I’m still fuzzy on the whole stop thing, though. I can’t tell if we stopped at 16th and Church because it was a stop or because someone requested it. I think it was a stop because I was able to catch it there on the way back, but I’m not certain he would have stopped unless someone was standing there. The punchline is you have to really be aware of your surroundings. If you miss your stop, you’re either walking back or you have to catch one in the other direction which would be miserable.

Cable Car Powell-Mason

I didn’t expect to take this up from Market, but I figured I’d give it a try. I stopped at the Sketchers store, got some new shoes, and then walked across the street to the H&M to wait for it. This time I used Routesy app on my iPhone to figure out when the cable car would be at Powell & O’Farrell again. It dutifully reported 5 more minutes.

Behind me and to the right there were two older ladies. One of them was a seasoned cable car rider and was explaining to the other how the stops worked. Evidently the double X’s on the ground in front of us mean a mandatory stop for the cable car. Sure enough, in just a few minutes the cable car was there.

I also learned that not all of the little running board areas are created equal. The 3 on the left & right toward the front are fair game – two people per running board. The one toward the middle is the entrance to the interior of the car. After I was told to get out of the entrance and was shuffled into the center of the car we jerked forward and I’m pretty sure I squished the foot of the lady behind me. I apologized profusely but she seemed to be okay.

By the time I realized how far we’d gone we had overshot my hotel by 3 blocks. I pulled on the cord, shuffled passed the other folks on the train and got off. Then began the super steep walk back down to Post & Mason. I couldn’t imagine walking on these streets in the rain. They would be way too treacherous for me.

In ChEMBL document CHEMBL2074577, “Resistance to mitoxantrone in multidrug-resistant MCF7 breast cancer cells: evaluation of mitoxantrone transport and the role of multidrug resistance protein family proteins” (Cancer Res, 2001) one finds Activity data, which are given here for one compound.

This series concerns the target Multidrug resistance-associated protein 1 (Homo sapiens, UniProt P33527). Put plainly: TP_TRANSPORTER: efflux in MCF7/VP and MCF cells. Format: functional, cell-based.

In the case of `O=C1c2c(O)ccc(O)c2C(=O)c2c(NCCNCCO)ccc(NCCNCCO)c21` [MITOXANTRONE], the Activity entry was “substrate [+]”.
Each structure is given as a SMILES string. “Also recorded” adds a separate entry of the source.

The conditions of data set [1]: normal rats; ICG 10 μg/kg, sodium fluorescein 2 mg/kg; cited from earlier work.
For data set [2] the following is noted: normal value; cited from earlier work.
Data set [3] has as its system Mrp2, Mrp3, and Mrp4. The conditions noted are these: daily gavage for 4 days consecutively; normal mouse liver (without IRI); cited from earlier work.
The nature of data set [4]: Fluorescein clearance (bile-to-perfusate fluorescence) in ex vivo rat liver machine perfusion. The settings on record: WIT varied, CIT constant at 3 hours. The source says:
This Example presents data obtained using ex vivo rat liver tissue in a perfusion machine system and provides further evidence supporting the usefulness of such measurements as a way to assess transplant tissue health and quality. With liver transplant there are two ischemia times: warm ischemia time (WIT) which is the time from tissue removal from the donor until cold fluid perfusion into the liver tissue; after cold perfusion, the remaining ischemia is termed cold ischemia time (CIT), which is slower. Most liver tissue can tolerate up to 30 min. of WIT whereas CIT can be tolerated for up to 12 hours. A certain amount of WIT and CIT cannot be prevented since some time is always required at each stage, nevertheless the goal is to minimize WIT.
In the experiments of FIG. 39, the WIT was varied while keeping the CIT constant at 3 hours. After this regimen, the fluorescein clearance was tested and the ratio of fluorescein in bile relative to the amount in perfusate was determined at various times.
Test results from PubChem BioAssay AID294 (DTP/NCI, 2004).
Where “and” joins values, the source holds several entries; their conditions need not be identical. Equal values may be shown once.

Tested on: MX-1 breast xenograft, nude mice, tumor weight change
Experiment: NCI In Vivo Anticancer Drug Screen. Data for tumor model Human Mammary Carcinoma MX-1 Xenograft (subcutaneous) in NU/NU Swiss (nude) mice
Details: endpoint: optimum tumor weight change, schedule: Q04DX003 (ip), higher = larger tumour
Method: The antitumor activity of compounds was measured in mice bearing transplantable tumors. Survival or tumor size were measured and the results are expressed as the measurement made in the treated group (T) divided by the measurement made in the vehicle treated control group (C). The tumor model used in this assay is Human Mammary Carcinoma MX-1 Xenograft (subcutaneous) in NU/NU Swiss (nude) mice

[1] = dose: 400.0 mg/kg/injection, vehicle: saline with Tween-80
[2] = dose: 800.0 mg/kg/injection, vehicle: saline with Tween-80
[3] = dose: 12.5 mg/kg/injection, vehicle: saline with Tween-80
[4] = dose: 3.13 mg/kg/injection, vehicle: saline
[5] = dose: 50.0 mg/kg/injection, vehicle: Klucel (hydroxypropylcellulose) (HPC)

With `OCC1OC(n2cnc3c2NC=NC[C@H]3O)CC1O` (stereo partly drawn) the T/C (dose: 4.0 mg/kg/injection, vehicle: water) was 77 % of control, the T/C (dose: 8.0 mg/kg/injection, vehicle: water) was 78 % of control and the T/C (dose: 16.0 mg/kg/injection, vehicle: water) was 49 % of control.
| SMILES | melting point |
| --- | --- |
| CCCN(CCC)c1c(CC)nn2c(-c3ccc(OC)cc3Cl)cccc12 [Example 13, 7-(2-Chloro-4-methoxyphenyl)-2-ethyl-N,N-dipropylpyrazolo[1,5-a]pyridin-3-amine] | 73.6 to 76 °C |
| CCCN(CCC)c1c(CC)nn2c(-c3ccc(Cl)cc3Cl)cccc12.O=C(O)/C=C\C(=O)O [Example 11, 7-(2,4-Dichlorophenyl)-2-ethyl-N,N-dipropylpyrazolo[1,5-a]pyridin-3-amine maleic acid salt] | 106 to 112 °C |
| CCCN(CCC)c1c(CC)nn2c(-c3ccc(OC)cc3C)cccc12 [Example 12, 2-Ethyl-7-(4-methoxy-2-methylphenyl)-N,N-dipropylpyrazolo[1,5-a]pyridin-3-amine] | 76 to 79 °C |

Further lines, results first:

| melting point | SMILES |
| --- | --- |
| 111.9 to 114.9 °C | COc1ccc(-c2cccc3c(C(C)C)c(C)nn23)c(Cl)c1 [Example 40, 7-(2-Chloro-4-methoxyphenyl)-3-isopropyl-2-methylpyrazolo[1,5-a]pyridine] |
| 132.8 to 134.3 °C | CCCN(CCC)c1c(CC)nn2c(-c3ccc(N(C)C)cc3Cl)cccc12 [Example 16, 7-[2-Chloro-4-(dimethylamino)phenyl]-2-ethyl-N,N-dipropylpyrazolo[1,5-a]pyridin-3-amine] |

Good Old Fashioned Busses

No tour of public transportation would be complete without a trip on a good old fashioned numbered bus line from X to Y with stops in between. I decided to take a trip from the hotel to where the shoot will be tomorrow (more on this later). I googled, it told me that I could catch the 30 bus south toward Townsend & 4th which was a hop, skip, and a jump from where I needed to go.

I made sure I had enough cash ($2 per ride) and cut through Union Square to the bus stop. The bus wasn’t too crowded, but I wound up standing for most of the trip anyway. We headed south and then all of a sudden the bus driver decides it’ll be faster to dodge west a bit and then head south again. I looked at the route and this wasn’t it. I guess the bus driver is allowed to get creative with his route whenever traffic acts up?

I hoped I wouldn’t miss my stop and I surely didn’t. We got to Townsend & 4th right outside the Caltrain Station and I walked down to King and over to the building I wanted. So far so good. Now to get back.

I checked out the path back up and initially my iPhone wanted me to take a light rail train ALL the way around to Market & Powell. Uhh, no. I walked away from the light rail and tried again. This time it said I could catch the eastbound 45 bus that would take me within a couple blocks of the hotel. Bingo.

Unfortunately it was leaving in less than a minute. =) I looked right and, sure enough, there was the 45 bus. I got ready to cross the street in front of it and the light turned green for me. Sweet! I got across in just enough time to see it sail up behind me.

I got on the bus, paid my $2 fare and sat down. The next stop more folks got on. The next stop even more got on. I gave up my seat, I moved over, I squeezed in, and I got stepped on. By the time we got to Sutter & Stockton I couldn’t move. There was a woman behind me getting awfully friendly and my belly was mere inches from this older fellow who didn’t seem to notice. They stopped, I got off, and walked back toward my hotel.

On the way I saw a hot dog vendor. I’m a sucker for a hot dog, especially an all-beef one so I patronized his sidewalk establishment. A few onions and a whole lot of mustard later I was on my way with some grain-fed all natural hot dog goodness.


That concludes my tour of the San Francisco public transit system. So, BART good, light rail good, cable car still needs some work, and the bus is a last resort unless you can be reasonably sure it won’t be crowded. I don’t get claustrophobic, but I was double checking my pockets to make sure no one came up at my expense.

8 Habits Update

I set out with 8 habits that I wanted to cement over the course of 30 days.  The ones that I could check on daily whittled the list down to these six: Wake Up Early, Water on Wakeup, Meditate 30m, 30m Exercise, 5 Fruits/Veg, and Avoid Soda.